Still, the Web is the best networking tools ever invented, and I love networking.
Alice won’t be in Tampa when I’m there, so I’ll see her in New York this summer. She said if i can bring a guest to Teresa’s wedding, she’d be available because Alice loves weddings.
Laura continued to interview candidates for the head secretary position today, and John Tucker passed on to me a book he’d gotten from Liz: Close to Death by Patricia Smith, poems about the too-short life expectancy of urban black men in 1990s America due to homicide, drugs and AIDS.
I have to go over to Abby’s in a little while for another HRC newsletter mailing.
Thursday, February 29, 1996
9 PM on Leap Day.
I’ve experienced February 29 eleven times and I can’t remember any of them, though I suppose I could go back and look at my diary entries since 1972.
Last evening I arrived at Abby’s at 6 PM, pulling up just after Tim and Bob were lugging the boxes up to the house.
Abby and Craig are in Atlanta this week, undergoing campaign training by the DNC.
I don’t know how Abby’s husband Vince and her daughter Emma (from her first marriage) felt about us gay activists taking over their house for the evening, but they went out to dinner at a Chinese restaurant shortly after I arrived.
Bob also left, to do campaign stuff, and not many people showed up.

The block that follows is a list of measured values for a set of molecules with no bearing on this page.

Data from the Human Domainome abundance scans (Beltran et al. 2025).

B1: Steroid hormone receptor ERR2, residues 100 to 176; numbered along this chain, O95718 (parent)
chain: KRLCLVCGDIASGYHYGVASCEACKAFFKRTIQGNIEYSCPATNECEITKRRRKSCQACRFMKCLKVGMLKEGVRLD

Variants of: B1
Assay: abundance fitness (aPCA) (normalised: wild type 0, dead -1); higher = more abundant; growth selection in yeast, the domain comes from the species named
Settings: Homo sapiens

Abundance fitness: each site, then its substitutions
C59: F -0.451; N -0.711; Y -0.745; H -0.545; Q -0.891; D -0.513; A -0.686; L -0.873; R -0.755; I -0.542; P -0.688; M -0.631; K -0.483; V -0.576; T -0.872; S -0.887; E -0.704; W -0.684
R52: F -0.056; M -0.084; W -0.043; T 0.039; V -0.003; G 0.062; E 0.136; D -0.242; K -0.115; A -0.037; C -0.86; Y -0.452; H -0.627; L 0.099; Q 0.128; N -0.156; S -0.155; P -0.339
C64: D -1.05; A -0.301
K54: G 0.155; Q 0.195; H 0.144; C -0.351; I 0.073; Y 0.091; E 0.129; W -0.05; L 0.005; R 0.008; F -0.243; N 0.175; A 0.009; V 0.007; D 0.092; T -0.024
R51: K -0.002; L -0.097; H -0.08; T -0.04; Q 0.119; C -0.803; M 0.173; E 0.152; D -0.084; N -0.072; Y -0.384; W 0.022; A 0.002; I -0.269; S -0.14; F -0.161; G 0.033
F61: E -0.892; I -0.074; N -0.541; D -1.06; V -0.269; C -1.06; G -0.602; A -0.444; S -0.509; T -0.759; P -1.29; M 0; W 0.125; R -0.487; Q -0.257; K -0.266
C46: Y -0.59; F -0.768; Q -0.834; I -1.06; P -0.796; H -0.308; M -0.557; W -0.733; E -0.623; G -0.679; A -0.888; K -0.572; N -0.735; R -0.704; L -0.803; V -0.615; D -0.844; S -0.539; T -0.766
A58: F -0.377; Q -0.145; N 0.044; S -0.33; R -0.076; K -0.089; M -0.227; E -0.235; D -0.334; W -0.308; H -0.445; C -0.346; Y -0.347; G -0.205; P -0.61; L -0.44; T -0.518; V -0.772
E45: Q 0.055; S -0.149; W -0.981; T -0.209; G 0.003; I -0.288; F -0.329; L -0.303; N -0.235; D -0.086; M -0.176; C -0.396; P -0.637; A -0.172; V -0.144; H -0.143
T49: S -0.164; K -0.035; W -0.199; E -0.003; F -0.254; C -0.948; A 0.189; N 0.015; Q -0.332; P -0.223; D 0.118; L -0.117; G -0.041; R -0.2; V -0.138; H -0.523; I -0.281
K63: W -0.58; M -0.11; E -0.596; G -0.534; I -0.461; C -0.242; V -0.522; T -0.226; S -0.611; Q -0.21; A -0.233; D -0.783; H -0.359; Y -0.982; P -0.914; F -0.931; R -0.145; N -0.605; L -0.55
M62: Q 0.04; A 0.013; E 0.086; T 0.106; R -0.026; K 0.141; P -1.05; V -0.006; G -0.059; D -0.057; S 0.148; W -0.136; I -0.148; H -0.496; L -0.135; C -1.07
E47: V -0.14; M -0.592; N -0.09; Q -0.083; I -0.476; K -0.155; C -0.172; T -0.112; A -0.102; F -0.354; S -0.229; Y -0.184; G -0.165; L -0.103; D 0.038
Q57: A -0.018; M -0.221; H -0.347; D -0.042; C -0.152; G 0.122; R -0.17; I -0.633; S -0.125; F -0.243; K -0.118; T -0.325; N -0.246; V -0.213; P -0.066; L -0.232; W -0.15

As usual, Kathy bossed everyone around. She had me spend my time putting address labels on envelopes rather than the more urgent and tedious task of folding the contribution form and the sheets for Pride Week 1996.
(They merely repeated the mailing from last year, changing only the dates for Pride Week. The phone number listed to call for more information was Tim Burke’s even though he moved to San Diego. Whoever now has Tim’s number will probably be quite pissed off.)
Thankfully, the newsletter came from the printers already folded. It looked professional although it could have used some proofreading, as Kathy is semi-literate.
The only other people who showed up were Helen, Sue, Denise and her friend Wendy, a charmingly cute little lesbian who appeared to be 12 years old but was probably at least 20.
I left at 9 PM, using the excuse (lie) that I had to be in Orlando in the morning for a meeting. (Of course, it was Russ who went to Orlando with Jon today.)